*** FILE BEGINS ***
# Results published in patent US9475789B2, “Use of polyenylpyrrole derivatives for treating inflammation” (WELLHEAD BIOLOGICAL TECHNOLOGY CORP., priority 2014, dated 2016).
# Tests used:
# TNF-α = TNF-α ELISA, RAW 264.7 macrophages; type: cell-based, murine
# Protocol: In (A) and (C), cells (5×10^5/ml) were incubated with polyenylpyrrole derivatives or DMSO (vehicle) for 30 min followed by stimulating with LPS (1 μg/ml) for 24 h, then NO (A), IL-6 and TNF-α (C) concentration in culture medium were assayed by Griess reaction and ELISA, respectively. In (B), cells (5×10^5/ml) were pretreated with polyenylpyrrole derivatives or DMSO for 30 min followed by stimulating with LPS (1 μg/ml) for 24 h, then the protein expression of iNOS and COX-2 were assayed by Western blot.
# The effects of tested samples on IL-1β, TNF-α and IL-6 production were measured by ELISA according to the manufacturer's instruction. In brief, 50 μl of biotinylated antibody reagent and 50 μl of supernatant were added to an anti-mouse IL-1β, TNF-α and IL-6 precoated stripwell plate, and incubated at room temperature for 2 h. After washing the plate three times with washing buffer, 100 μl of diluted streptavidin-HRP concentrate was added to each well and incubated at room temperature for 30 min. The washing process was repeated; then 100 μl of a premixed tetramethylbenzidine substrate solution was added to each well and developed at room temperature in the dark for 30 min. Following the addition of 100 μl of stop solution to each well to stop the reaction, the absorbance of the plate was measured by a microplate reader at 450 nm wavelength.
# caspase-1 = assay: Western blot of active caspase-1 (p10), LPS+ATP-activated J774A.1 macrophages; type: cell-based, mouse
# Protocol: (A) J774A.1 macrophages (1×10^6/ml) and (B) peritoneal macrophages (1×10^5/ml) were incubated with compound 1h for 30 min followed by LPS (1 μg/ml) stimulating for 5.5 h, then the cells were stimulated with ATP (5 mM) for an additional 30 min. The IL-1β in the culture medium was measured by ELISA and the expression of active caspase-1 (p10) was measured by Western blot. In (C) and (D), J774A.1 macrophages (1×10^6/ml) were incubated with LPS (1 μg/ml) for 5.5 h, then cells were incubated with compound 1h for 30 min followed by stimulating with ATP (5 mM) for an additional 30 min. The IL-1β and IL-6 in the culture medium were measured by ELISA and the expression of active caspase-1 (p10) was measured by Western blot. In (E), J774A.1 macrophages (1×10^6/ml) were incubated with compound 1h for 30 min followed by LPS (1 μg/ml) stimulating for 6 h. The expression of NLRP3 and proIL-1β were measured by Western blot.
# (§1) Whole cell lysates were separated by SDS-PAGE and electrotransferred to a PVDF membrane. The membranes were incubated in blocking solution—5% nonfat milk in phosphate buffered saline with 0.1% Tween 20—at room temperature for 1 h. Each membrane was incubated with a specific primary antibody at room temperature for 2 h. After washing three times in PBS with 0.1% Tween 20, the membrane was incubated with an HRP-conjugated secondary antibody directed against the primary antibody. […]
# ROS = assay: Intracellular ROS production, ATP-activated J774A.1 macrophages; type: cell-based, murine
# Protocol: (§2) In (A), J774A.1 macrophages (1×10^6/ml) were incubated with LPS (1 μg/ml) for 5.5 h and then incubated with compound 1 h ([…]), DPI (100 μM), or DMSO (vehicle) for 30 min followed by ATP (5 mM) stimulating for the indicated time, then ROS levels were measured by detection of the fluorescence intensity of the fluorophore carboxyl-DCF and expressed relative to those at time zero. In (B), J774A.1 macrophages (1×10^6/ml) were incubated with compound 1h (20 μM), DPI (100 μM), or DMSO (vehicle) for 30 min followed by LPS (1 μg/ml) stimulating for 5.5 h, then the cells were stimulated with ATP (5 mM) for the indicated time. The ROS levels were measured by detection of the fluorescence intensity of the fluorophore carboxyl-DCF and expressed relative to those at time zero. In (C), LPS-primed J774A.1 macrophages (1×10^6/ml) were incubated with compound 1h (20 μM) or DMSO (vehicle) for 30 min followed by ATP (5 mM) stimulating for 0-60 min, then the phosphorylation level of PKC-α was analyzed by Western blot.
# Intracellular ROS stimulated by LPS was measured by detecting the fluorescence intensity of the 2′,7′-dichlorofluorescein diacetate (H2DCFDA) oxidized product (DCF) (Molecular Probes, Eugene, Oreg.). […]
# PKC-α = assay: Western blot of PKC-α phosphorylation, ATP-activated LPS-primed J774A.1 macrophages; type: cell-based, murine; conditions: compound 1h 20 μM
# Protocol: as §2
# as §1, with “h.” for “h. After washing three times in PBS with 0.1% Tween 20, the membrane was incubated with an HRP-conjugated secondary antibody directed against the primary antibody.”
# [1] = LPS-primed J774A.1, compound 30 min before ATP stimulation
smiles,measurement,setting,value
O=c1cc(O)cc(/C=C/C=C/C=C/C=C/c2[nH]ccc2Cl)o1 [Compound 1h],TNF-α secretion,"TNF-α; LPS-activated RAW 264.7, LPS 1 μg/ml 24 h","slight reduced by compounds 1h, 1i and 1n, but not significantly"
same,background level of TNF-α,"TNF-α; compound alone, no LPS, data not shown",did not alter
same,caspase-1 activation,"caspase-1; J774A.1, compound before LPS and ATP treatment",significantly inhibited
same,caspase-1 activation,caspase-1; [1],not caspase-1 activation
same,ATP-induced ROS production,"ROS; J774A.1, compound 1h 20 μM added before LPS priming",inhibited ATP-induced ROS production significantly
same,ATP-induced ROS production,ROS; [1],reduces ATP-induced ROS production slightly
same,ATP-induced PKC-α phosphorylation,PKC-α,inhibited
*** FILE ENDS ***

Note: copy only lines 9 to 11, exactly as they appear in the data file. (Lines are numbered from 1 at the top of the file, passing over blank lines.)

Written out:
# ROS = assay: Intracellular ROS production, ATP-activated J774A.1 macrophages; type: cell-based, murine
# Protocol: (§2) In (A), J774A.1 macrophages (1×10^6/ml) were incubated with LPS (1 μg/ml) for 5.5 h and then incubated with compound 1 h ([…]), DPI (100 μM), or DMSO (vehicle) for 30 min followed by ATP (5 mM) stimulating for the indicated time, then ROS levels were measured by detection of the fluorescence intensity of the fluorophore carboxyl-DCF and expressed relative to those at time zero. In (B), J774A.1 macrophages (1×10^6/ml) were incubated with compound 1h (20 μM), DPI (100 μM), or DMSO (vehicle) for 30 min followed by LPS (1 μg/ml) stimulating for 5.5 h, then the cells were stimulated with ATP (5 mM) for the indicated time. The ROS levels were measured by detection of the fluorescence intensity of the fluorophore carboxyl-DCF and expressed relative to those at time zero. In (C), LPS-primed J774A.1 macrophages (1×10^6/ml) were incubated with compound 1h (20 μM) or DMSO (vehicle) for 30 min followed by ATP (5 mM) stimulating for 0-60 min, then the phosphorylation level of PKC-α was analyzed by Western blot.
# Intracellular ROS stimulated by LPS was measured by detecting the fluorescence intensity of the 2′,7′-dichlorofluorescein diacetate (H2DCFDA) oxidized product (DCF) (Molecular Probes, Eugene, Oreg.). […]